Four studies are reported that used a metacognitive evaluation procedure that can be group-administered and objectively scored. The procedure assesses the knowledge monitoring component of metacognition by evaluating the discrepancy between students' estimates of how well they are likely to perform on a task and their actual performance. The first study examined mathematics and mathematics anxiety in 51 fifth graders. Another study examined whether the metacognitive evaluation procedure was related to a more distant domain, such as learning in school. Participants were 139 college students (84 with complete data) taking a word knowledge test. The third study examined correlations of scores from the metacognitive evaluation procedure and prior learning in college for 115 students. The fourth study investigated the relationship between student estimation of words they would know and their estimates of performance on examinations for 77 college students. Results of the four studies confirm the importance of metacognitive monitoring on achievement in mathematics for elementary students and for college learning. Two tables and six figures present study findings. (Contains 43 references.) (SLD)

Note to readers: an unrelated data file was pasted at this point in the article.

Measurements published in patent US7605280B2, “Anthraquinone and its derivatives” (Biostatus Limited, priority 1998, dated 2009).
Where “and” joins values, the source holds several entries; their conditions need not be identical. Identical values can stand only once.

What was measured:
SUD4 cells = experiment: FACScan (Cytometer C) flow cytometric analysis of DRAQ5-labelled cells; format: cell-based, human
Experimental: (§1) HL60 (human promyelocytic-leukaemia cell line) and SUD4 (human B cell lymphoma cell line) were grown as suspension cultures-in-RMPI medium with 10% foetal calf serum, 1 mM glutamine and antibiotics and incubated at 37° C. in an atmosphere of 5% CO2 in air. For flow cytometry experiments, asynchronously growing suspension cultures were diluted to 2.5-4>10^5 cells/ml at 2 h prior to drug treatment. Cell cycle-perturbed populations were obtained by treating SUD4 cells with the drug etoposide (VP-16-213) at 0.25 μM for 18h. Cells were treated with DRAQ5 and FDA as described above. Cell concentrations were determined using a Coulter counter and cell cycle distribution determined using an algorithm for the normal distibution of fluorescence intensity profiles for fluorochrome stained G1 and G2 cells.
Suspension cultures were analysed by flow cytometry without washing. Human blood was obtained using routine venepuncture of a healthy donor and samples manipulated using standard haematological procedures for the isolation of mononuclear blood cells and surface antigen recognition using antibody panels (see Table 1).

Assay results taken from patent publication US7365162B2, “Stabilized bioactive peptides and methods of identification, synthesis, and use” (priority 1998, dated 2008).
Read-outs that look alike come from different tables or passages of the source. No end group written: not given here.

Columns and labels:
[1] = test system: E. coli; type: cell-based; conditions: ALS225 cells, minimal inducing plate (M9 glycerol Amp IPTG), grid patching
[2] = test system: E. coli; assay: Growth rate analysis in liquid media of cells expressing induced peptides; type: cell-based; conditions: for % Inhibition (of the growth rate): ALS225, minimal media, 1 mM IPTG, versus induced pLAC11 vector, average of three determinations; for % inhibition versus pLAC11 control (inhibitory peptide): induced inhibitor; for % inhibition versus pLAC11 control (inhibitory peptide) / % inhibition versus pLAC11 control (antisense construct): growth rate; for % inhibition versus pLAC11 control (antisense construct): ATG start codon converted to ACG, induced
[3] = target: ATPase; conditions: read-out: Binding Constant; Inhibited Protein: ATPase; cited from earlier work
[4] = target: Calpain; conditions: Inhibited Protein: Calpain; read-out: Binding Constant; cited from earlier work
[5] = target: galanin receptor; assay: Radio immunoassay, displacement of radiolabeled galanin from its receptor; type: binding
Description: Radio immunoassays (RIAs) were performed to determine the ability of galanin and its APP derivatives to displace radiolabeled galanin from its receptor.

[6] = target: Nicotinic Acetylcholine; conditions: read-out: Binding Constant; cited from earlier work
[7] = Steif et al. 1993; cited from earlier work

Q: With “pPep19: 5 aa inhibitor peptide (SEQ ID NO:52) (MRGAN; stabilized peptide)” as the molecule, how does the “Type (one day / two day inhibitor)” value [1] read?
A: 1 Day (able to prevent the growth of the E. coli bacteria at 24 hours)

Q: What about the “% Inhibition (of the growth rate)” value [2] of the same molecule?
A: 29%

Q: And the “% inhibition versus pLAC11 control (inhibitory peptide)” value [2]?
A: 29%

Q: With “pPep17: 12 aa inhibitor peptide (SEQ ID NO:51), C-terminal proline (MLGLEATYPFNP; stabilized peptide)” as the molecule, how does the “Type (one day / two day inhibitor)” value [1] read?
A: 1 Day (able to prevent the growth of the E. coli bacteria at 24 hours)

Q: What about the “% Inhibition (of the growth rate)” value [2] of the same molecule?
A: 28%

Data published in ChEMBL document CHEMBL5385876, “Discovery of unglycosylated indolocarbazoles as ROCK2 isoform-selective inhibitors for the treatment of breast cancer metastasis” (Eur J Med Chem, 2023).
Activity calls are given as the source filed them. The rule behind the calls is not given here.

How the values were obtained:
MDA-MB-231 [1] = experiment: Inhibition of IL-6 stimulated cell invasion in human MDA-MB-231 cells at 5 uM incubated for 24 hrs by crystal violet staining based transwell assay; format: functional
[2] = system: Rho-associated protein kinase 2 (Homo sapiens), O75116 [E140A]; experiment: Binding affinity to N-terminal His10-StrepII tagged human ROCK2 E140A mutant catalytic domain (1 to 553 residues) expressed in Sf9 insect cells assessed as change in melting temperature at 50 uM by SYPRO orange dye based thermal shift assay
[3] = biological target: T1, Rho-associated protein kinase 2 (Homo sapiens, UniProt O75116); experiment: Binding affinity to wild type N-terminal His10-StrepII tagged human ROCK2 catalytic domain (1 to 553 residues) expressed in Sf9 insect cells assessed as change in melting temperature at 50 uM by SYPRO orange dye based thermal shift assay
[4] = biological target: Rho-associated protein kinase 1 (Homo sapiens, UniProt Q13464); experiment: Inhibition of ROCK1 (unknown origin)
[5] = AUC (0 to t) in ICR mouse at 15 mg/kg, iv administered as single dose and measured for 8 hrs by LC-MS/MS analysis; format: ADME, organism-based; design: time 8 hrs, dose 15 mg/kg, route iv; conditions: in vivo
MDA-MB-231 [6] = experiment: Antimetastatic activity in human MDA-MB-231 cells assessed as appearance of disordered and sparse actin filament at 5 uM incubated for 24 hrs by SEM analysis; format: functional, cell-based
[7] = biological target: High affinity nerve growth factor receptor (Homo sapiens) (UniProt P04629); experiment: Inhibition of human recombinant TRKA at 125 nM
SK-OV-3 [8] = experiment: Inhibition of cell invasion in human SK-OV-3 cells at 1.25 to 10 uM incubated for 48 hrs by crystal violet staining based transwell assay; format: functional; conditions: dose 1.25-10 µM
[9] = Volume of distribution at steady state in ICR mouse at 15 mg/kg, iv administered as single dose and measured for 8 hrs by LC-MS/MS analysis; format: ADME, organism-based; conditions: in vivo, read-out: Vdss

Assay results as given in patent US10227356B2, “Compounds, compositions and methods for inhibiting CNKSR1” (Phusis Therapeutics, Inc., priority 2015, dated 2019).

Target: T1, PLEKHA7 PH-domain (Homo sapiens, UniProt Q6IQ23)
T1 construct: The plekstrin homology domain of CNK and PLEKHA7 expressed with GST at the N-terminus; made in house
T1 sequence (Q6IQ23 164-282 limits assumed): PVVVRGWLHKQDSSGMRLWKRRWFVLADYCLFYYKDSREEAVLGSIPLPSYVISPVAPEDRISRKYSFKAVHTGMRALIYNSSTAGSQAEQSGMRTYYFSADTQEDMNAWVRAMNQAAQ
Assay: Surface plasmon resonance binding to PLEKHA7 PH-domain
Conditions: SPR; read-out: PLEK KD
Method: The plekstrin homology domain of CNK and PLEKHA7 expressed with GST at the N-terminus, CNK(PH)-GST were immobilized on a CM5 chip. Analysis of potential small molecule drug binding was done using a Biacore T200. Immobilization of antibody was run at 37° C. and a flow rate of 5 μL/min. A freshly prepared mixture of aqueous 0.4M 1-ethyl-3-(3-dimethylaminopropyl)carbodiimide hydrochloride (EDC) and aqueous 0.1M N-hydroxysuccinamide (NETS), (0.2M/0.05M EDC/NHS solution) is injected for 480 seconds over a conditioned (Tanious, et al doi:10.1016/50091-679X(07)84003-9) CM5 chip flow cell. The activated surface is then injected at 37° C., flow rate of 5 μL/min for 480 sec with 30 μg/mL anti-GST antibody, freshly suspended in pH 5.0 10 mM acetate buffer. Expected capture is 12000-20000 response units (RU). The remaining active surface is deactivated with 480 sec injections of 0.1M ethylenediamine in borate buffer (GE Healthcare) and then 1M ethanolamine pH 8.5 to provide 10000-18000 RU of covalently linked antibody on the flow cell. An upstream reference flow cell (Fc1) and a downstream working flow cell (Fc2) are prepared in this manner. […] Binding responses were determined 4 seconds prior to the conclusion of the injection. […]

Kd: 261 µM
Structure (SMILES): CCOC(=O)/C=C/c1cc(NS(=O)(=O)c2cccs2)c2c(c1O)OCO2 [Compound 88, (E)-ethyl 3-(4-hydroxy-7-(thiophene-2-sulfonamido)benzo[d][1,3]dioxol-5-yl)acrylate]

Paper presented at the Annual Meeting of the American Educational Research Association (San Francisco, CA, April 18-22, 1995).